config(['database.default' => 'testing']);  

Now you should be able to use factories, facades, helper functions, and any other Laravel mechanisms you're used to taking advantage of in your tests.

Authenticating Users

This part is pretty simple. Let's keep with the cookie method of communication to tell our app under test we want to log a specific user in.

To achieve this, change your middleware from above like so:

public function handle($request, Closure $next)  
{
    if (isset($_COOKIE['selenium_request']) && app()->isLocal()) {  
        config(['database.default' => 'testing']);

        if (isset($_COOKIE['selenium_auth'])) {
            Auth::loginUsingId((int) $_COOKIE['selenium_auth']);
        }
    }

    return $next($request);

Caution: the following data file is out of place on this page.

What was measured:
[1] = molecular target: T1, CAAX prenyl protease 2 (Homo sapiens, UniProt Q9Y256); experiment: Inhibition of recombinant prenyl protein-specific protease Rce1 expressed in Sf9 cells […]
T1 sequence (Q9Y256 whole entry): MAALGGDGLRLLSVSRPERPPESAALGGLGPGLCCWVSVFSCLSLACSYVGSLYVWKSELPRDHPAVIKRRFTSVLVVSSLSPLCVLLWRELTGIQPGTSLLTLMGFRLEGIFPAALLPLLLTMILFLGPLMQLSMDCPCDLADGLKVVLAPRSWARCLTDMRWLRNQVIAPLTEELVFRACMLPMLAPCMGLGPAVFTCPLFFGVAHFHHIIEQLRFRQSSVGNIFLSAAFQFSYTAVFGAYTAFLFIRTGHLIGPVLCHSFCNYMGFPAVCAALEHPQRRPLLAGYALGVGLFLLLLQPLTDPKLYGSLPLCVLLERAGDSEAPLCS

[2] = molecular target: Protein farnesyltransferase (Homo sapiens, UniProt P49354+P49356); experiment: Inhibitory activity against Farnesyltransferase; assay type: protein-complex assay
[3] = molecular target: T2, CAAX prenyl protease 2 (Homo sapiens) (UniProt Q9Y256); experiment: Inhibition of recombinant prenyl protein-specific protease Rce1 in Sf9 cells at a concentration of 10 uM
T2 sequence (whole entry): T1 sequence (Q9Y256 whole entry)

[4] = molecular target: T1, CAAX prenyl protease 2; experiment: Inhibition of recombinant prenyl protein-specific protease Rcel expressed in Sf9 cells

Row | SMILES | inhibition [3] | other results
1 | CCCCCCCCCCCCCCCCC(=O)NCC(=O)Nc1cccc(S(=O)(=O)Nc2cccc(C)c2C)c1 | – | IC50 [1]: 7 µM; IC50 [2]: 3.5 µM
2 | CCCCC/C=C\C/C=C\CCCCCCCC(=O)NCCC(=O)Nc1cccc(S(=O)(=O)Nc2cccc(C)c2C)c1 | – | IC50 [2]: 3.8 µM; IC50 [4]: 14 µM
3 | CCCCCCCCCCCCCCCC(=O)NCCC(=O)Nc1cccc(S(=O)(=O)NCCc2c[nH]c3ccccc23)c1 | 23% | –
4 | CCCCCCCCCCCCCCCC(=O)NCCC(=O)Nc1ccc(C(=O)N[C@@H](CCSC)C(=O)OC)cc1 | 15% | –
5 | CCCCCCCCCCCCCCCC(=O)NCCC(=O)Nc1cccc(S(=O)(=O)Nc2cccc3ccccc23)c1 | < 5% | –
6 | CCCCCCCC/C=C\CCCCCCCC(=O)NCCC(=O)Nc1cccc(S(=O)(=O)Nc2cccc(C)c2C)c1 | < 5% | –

}

Now set the cookie from your test:

$user = factory(\App\User::class)->create();
$I->amOnPage('/');
$I->setCookie('selenium_request', 'true');
$I->setCookie('selenium_auth', (string) $user->id);
$I->amOnPage('/some/restricted/page');

You should now be able to test parts of your app that require authentication and seed your database with anything you need for the test.

Warning: be careful not to degrade the value of your acceptance tests by testing too many things in isolation. The idea here is to supply you with enough to get a realistic environment up and running and test as if a user was using your app.

Cleaning Things Up

You probably don't want to set specific cookies and run scripts in all your test files. I recommend cracking open tests/acceptance/_support/AcceptanceTester.php and making helper functions in there.

Here is what I've done for your reference:

public function setUpSession()  
{
    \Artisan::call('migrate');

    $this->amOnPage('/');
    $this->setCookie('selenium_request', 'true');
}

public function tearDownSession()  
{
    \Artisan::call('migrate:rollback');

    $this->resetCookie('selenium_auth');
    $this->resetCookie('selenium_request');
}

public function loginUserById($id)  
{
    $this->setCookie('selenium_auth', (string) $id);
}